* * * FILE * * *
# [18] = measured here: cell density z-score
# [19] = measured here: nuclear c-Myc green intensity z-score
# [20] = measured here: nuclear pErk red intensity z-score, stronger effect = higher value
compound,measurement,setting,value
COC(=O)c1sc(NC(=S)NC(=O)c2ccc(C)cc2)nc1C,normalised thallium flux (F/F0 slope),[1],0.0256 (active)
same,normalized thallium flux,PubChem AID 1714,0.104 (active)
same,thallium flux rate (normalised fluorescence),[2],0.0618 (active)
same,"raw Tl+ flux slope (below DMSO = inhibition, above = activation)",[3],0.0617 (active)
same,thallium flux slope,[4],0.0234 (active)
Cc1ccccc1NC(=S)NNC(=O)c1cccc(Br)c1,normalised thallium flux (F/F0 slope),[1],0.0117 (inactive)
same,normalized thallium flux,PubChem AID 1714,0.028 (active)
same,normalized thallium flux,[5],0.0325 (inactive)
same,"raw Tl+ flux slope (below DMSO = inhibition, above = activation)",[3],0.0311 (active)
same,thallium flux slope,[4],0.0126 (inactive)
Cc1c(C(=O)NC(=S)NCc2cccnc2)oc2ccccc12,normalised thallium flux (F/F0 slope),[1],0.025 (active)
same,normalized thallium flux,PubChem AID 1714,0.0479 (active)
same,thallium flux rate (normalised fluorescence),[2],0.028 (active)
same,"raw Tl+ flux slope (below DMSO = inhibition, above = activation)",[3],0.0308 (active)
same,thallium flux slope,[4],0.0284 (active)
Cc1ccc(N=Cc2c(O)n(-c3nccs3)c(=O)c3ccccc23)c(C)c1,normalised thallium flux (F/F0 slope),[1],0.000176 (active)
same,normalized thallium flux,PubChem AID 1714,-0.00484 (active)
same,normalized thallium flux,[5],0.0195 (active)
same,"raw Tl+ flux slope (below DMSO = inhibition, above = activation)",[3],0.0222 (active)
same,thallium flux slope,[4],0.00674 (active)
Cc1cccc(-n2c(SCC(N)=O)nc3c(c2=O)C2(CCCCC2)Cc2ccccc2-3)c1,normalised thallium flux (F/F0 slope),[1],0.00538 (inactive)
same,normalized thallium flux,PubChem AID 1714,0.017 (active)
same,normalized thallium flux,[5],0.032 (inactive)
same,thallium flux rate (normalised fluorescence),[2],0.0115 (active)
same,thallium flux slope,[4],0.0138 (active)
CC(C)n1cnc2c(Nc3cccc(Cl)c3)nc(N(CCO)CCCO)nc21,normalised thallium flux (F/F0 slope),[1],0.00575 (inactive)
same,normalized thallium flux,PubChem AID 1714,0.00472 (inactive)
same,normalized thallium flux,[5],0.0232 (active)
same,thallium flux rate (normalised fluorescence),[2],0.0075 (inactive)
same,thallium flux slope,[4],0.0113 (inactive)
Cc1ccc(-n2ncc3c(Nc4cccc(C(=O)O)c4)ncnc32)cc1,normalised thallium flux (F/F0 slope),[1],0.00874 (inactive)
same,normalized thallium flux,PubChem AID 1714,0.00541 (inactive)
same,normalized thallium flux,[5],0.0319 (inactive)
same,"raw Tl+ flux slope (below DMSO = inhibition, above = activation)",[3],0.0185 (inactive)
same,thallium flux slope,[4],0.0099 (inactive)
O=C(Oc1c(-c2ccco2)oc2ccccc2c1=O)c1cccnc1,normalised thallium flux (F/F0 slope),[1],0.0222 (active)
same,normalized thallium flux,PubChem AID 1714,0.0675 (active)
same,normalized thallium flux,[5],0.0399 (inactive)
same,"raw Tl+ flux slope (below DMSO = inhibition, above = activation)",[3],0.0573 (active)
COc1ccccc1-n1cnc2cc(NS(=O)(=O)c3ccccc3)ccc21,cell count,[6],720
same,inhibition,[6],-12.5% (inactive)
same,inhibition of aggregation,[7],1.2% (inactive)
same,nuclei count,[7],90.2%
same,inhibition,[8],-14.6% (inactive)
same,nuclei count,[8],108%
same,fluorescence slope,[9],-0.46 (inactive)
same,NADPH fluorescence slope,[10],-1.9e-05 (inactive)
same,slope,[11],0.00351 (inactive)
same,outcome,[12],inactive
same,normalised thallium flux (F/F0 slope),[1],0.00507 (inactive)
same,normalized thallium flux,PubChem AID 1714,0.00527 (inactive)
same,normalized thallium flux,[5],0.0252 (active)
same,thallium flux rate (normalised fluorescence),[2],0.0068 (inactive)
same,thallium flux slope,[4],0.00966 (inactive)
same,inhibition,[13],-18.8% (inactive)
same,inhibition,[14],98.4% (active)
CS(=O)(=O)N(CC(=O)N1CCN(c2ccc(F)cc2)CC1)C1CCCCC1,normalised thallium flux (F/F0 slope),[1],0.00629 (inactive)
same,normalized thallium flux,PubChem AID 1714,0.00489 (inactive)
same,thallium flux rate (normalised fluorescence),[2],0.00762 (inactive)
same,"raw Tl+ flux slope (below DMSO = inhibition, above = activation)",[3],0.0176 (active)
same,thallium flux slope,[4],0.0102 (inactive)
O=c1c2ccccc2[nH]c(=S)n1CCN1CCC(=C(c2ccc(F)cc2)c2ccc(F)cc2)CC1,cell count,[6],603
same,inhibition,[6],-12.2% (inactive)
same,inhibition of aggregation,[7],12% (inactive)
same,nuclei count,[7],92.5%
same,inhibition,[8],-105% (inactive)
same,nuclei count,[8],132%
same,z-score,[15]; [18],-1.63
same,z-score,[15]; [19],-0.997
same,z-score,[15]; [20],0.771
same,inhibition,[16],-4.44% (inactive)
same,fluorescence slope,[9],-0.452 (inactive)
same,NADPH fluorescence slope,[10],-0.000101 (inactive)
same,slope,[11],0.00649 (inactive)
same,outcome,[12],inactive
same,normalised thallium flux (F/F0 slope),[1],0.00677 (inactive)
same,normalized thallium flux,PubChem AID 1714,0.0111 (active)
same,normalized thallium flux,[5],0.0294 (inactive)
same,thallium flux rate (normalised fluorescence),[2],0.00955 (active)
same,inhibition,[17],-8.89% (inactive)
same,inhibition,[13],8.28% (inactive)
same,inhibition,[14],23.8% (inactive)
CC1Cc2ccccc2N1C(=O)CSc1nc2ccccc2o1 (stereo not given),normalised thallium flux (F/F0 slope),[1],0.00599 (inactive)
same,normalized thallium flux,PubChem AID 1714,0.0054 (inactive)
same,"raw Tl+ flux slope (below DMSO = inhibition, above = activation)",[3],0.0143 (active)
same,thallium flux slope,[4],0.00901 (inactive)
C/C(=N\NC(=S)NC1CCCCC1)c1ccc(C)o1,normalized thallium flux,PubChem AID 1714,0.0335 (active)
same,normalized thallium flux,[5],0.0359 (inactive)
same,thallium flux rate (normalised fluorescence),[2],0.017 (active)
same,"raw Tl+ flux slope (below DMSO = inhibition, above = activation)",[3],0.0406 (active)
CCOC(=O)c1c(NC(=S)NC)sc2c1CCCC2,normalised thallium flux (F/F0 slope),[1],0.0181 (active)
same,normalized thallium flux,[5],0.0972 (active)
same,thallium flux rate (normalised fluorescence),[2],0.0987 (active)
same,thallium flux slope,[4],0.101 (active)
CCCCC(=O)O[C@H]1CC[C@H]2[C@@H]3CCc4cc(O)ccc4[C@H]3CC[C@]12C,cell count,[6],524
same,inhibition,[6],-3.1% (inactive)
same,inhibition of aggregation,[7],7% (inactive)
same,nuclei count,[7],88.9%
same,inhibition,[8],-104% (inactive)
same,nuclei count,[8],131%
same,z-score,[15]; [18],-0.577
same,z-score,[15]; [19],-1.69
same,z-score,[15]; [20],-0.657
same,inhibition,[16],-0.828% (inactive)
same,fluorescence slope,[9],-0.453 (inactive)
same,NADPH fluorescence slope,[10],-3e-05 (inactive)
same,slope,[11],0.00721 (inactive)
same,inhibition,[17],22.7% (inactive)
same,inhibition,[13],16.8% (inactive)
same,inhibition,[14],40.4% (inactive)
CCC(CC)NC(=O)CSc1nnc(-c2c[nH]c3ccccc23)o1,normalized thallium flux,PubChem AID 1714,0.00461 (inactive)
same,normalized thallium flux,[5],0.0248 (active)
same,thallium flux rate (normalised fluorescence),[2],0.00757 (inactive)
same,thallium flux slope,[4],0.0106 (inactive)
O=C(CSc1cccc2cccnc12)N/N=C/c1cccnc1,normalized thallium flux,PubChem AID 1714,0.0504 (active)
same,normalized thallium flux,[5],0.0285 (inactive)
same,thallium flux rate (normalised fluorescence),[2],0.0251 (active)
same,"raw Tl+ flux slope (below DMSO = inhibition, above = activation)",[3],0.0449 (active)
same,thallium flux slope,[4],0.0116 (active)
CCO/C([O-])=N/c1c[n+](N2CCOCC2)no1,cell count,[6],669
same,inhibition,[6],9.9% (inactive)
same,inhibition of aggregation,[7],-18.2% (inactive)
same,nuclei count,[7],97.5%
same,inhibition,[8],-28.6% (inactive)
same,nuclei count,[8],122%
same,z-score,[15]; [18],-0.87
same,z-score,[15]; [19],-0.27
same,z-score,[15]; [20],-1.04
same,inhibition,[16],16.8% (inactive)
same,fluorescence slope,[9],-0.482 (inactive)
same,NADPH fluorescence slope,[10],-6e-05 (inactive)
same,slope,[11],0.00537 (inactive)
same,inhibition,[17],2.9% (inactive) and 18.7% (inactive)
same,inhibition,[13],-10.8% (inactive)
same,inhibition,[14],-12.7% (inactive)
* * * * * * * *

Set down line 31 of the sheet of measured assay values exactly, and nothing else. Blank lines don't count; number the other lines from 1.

same,normalized thallium flux,PubChem AID 1714,0.00472 (inactive)